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Wine Wednesday: Obama Finally Fights Back, Drinking Handley Cellars Wines

President Obama is back it seems and I for one, I am enjoying a drink while I watch the debate. I thought I would drink a New York wine but it seems that I ran out of it. So it’s wines from California for which I have a serious predilection. I am trying a couple from Handley Cellars.

I have two wines, a 2009 Pinot Noir from Mendocino Valley and the 2009 RSM Vineyard Pinot Noir Anderson Valley. I found the former quite elegant and nuanced while the latter has more grip, earth and smoke flavors. The RSM Pinot Noir would be perfect for a roast although I am just eating pork with rosemary.

The wine were made from grapes grown on a vineyard that was planted in 1999 and 2001, at 800 and 1000 feet above sea level on gravelly soil. Some whole cluster bunches go into making this wine. In terms the aging regime, the winery uses 100% barrel aged, some 37% is new French oak. The wine ages for 10 months.

The 2009 Pinot Noir Mendocino Valley wine differentiates itself by the kinds of yeasts that are used for fermentation. Some six different yeasts were used. This created a variety of aromas and flavors. It also is not fermented 100% dry but some residual sugar is left in the wine. Both wines were great examples of Pinot Noir from this part of California and great wines to drink while watching the debate.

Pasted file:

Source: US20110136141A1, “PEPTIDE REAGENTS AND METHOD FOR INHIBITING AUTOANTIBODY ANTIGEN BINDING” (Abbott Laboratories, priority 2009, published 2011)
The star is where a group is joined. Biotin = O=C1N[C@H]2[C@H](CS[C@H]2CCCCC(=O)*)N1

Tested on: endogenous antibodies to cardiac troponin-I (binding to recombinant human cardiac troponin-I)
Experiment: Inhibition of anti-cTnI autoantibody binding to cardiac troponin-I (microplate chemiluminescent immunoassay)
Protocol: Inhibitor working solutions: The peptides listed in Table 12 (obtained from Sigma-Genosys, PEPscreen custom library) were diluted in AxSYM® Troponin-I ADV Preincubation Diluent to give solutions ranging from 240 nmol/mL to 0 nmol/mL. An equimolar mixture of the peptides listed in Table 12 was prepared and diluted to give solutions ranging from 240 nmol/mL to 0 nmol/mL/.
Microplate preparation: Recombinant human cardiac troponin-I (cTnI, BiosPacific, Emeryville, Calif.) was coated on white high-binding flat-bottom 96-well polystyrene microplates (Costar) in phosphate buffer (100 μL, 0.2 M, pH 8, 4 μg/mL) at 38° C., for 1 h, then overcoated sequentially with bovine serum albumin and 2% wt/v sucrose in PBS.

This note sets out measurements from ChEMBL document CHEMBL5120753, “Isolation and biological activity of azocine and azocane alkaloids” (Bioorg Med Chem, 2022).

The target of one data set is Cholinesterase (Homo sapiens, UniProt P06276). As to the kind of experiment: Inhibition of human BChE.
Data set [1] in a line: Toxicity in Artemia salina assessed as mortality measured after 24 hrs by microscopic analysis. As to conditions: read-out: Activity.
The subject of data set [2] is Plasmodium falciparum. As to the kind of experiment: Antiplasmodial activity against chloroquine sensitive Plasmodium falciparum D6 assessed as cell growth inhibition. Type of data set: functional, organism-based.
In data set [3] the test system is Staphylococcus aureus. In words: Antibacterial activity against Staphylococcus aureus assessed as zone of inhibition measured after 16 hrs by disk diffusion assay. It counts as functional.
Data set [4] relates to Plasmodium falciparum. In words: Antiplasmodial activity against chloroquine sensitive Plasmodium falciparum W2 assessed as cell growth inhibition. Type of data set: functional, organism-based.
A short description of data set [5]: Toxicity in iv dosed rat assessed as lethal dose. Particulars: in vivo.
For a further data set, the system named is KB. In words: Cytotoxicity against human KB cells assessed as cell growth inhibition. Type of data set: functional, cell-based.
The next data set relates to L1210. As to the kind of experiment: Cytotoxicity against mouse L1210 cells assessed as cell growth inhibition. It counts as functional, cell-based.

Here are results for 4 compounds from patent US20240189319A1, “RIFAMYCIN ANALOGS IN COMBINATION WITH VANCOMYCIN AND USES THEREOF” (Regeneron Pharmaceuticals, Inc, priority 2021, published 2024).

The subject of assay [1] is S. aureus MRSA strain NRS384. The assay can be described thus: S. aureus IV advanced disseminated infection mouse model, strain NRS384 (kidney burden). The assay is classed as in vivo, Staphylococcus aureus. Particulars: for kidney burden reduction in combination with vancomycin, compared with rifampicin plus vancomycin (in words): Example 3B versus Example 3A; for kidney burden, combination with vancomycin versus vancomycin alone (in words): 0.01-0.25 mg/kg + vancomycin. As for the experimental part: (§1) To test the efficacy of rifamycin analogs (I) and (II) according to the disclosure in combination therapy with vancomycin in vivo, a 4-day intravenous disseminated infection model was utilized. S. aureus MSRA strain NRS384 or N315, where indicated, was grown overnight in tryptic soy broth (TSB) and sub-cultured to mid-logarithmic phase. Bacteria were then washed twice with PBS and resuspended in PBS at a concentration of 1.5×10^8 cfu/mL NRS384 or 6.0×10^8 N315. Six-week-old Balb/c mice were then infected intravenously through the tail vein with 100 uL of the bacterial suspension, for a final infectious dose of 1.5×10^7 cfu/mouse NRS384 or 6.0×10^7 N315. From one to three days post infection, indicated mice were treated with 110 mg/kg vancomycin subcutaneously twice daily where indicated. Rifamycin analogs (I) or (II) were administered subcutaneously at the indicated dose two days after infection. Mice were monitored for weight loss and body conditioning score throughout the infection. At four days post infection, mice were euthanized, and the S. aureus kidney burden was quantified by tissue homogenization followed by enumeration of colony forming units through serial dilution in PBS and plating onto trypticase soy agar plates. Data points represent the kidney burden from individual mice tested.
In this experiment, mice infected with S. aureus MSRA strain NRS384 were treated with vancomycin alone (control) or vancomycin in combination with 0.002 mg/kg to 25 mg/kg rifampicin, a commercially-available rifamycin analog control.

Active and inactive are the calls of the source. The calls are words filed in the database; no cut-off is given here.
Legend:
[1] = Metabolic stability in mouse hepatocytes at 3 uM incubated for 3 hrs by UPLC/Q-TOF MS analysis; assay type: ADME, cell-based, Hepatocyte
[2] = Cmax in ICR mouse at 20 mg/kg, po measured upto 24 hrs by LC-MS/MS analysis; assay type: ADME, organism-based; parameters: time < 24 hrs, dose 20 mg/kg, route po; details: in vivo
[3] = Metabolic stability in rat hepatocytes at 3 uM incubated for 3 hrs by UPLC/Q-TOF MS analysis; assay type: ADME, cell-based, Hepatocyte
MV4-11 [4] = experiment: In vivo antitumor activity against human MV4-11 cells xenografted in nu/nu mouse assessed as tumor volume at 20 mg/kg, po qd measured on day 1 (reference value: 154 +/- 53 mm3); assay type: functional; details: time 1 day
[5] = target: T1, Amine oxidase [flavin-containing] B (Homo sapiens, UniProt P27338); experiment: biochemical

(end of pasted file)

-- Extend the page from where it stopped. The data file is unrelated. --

According to the website, 2009 was a great vintage with optimum temperatures during the growing season followed by a warm spell at the beginning of September helped to fully ripen the grapes.

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Bruce Hits The Campaign Trail

This just in: Bruce is stumping for Obama in Ohio. I love Bruce as anyone who reads this blog knows. I’m so excited to know that he will be lending his voice to the Obama campaign.

I just saw Bruce in New Jersey for the nth time on September 21. As always, it is a sheer pleasure for me to go to a Bruce concert. I went with my sister and my mother. The whole family are Bruce fans including my niece, nephew, dad and cats.

I’m going to seriously consider going to Ohio. BRRRUUCCEE. I guess if you scratch the surface, I’m just a Jersey girl at the end of the day. 🙂

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Women in Wine: Laura Brunelli of Gianni Brunelli Winery

There are many women who work in the Italian wine industry whom I respect and admire. Some of them are friends of mine, others acquaintances and still more that I don’t know. One woman though is so particular that I always smile when I think of her, her wines and her restaurant – Laura Vacca or Laura Brunelli. Laura owns the Gianni Brunelli winery.

I’ve written about Laura often in the past as have a number of other people, including this comprehensive piece by Erin Scala on her blog, Thinking-Drinking.com.

I’m thinking about Laura today not because I am drinking one of her great wines but because her restaurant was just mentioned in the New York Times, Osteria Le Logge.

I had one of the best meals of my life at that restaurant with Laura and Gianni in 2007. A truly unforgettable experience and one I highly recommend.

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Filed under Italian regions, Italian Restaurants, Italian wineries, Travel, Tuscany, wines, Women in Wine

Home Sweet Home – A Post Tuscany Experience